b) subunit f. Subunit F was first cloned from caterpillar midgut (74) and subsequently from yeast (75,146). Disruption of the gene VMA7 encoding subunit F in yeast resulted in a typical phenotype of V-ATPase null mutants. Unlike other V1 subunits in yeast, the absence of subunit F disrupts not only the assembly of V1 but also the assembly of Vo (75). Its hydropathy plot and release by cold inactivation show that subunit F is a V1subunit. Bovine cDNA encoding this subunit was cloned and a recombinant protein stimulated ATPase activity of reconstituted V1(226). Both ATP hydrolysis and proton transport are inhibited by a monospecific antibody to the insect subunit F (74). A monoclonal antibody against hemagglutinin (HA) tag inhibited proton pumping activity of yeast vacuoles having V-ATPase with a HA-tagged subunit F (146). Because it is present in such distantly related organisms, subunit F is thought to be a universal subunit. The inhibition of ATPase activity by subunit F specific antibodies and its solubility properties may suggest that this subunit is an analog of the F-ATPase δ-subunit. Therefore, we tentatively assign it to the hook.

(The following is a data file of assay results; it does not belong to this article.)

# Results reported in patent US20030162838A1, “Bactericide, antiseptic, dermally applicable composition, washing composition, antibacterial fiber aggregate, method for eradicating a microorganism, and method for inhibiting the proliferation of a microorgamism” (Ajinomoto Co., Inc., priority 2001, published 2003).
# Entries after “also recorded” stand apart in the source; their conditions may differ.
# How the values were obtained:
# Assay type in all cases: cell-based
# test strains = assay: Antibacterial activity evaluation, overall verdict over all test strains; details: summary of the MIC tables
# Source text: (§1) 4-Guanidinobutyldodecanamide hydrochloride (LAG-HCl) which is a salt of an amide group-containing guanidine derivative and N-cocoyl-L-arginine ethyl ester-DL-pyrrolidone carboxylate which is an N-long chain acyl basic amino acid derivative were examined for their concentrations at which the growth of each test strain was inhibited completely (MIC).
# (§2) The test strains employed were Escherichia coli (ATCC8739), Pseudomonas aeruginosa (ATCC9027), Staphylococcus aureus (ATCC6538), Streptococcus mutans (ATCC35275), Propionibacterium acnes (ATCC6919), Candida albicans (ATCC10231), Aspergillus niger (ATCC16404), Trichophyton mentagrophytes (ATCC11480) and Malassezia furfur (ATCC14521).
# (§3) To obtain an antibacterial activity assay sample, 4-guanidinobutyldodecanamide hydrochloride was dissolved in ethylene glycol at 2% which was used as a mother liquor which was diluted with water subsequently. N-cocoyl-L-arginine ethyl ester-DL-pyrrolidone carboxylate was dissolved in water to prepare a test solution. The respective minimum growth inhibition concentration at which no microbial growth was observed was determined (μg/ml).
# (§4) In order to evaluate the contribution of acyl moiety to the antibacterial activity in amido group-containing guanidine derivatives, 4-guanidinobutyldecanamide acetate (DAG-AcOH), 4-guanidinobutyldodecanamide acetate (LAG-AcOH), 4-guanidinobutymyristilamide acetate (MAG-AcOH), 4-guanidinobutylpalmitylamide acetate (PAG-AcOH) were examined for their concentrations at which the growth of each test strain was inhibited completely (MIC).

c) subunit h. Preparations of purified V-ATPase from various sources exhibited some polypeptides that migrated below subunit B on SDS gels (68, 70, 166). The identity of these polypeptides as genuine subunits of the enzyme was debatable until the yeast VMA13 gene was cloned and interrupted (93). The phenotype of the null mutant was similar to other V-ATPase null mutants except that all the other subunits were assembled into a full complex, with no ATPase or proton-pumping activity (93). Recently, a homolog of the yeast Vma13p was identified in the clathrin-coated vesicle V-ATPase, suggesting that this polypeptide is widespread and may be considered as subunit H of the enzyme (226,232). This subunit is likely to function in the regulation of the enzyme activity and communication between V-ATPase and proteins connected with other cellular processes. Full recognition as a genuine subunit of V-ATPase will be gained only if the yeast null mutant fails to be suppressed without the expression of an extrinsic protein.